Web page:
UFC prices are going up, but the same can’t be said for the fighters’ salaries

UFC prices are going up, but the same can’t be said for the fighters’ salaries


Dana White and UFC will be charging PPV fans $the 74. 99 now.

Dana White and UFC will be charging PPV fans $the 74. 99 now.
Image: Getty Images

Dana White and the UFC are still printing money. Following a successful 2021 with spectators returning to the arenas for events, the price of the brick is going up. Purchasing a UFC pay-per-view event will now cost $74.99, per Newsday’s Mark LaMonica. This new price increase will be the third since MMA behemoth signed its lucrative 5-year, $1.5 billion contract with ESPN in 2018. At that time, the price of a pay-per-view event was $59.99.

The UFC has been growing at a rapid pace in recent years, and White said that they had their best year ever in 2021 with an estimated $8.6 million pay-per-views purchased. UFC’s parent company, Endeavor, netted 63.6 million in income during Q3 of 2021. It appears that Endeavor buying out 100 percent of the UFC early in 2021 was a great investment, even if it was done soon after the first year of the COVID pandemic that hurt profits in all live entertainment industries.

For fight fans, their first opportunity to fork over that $74.99 will be in a few weeks. On Jan. 22, Heavyweight Champion Francis Ngannou will take on Interim Heavyweight Champion Ciryl Gane in a title unification bout. The UFC’s first major event of 2022 should also serve as a reminder that while profits and prices are going up, the pay for fighters is not happening at the same rate.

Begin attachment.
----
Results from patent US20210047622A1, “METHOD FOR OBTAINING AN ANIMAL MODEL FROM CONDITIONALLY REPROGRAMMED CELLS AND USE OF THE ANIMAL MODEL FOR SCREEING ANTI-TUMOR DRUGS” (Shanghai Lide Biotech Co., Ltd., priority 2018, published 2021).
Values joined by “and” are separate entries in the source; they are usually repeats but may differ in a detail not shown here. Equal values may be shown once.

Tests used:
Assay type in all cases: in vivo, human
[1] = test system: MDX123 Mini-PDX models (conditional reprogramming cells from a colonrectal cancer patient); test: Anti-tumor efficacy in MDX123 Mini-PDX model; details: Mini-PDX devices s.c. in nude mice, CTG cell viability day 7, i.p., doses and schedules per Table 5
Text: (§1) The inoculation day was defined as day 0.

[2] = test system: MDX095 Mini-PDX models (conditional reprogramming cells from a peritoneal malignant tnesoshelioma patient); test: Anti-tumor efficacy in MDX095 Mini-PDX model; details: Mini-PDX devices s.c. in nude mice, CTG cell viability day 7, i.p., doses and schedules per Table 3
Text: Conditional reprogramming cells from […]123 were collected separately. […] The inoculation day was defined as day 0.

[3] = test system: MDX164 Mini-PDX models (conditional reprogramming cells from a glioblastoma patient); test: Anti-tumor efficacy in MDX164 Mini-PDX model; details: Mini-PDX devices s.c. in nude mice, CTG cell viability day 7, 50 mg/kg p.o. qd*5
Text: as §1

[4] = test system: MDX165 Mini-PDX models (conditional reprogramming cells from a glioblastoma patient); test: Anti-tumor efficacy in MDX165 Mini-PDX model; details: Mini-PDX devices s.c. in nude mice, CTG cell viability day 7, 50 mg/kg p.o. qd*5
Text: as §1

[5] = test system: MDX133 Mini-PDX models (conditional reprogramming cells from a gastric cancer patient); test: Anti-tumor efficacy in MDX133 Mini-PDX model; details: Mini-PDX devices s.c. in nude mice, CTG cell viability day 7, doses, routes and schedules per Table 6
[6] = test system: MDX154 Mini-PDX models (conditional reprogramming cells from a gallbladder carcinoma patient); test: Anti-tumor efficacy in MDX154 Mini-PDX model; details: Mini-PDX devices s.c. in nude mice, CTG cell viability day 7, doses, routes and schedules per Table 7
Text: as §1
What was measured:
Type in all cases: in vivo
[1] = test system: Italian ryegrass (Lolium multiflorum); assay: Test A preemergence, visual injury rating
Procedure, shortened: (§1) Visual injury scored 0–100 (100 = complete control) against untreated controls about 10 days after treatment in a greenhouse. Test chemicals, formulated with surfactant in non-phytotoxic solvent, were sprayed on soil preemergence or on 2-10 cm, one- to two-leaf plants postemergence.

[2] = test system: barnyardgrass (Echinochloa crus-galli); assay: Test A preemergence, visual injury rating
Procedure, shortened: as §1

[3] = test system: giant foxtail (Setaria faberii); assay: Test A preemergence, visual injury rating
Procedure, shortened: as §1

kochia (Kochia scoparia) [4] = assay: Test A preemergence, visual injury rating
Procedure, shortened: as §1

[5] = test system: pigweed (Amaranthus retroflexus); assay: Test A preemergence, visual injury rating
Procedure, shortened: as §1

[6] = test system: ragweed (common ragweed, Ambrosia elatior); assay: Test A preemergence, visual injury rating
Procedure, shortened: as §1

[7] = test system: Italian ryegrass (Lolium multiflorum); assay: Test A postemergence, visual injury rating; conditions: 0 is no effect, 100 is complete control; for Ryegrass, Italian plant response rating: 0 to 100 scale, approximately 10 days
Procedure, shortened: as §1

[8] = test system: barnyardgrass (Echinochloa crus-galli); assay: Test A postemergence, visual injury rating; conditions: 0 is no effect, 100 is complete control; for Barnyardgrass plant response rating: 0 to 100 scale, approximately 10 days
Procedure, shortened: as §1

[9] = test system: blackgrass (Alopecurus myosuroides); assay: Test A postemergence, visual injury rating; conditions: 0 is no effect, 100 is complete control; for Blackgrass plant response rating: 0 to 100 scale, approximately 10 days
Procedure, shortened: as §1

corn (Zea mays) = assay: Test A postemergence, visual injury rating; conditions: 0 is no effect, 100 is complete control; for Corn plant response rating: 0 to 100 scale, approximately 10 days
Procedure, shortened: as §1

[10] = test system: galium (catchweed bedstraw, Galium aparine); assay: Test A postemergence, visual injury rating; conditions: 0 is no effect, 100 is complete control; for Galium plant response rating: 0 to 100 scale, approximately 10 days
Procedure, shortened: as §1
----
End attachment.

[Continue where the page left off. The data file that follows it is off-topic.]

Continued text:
If it seems odd there is an Interim Heavyweight Champion when there’s an active Heavyweight Champion, and that’s because it is odd. Ngannou won the belt in March 2021, but terms could not be reached on a summer title defense in Houston, so in August, Gane defeated Derrick Lewis for the interim title — less than five full months after Ngannou’s win.

Why did the fight fall through? It’s hard to tell from the back and forth between Ngannou’s manager and White on social media, but what’s well known is that Ngannou, like several high-profile UFC fighters, is not happy with his contract and with his pay. He has one fight left on his contract and has not reached an agreement on a new one, but even after the Jan. 22 fight, there are ways for the UFC to keep him under contract. In Oct. 2021, Ngannou told Ariel Helwani on the MMA Hour that negotiations have not gone well at all, and he still needs to borrow money.

Ngannou tweeted about that ridiculous Logan Paul, Floyd Mayweather fight in June 2021. The less famous of the Paul brothers said to TMZ that he could make up to $20 million off of the Mayweather fight. Whether that statement was true or not, Ngannou was not happy about it.

In an antitrust lawsuit that the UFC lost in 2020, the plaintiffs argued that along with the UFC trying to create an MMA monopoly, the fighters receive just under 20 percent of the revenue.

That revenue sharing model has Ngannou on Twitter going back and forth with boxing lineal Heavyweight Champion Tyson Fury, trying to instigate a match in a sport he doesn’t compete in that he can’t win, all in the hopes of cashing in on at least one major payday.

While the UFC is raising prices, taking in more money from its parent company, and with its five-year deal with ESPN ending soon, a massive new media deal on the way, the fighters are going to get stuck with the fries at the bottom of the bag.

 





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About the Author

Anthony Barnett
Anthony is the author of the Science & Technology section of ANH.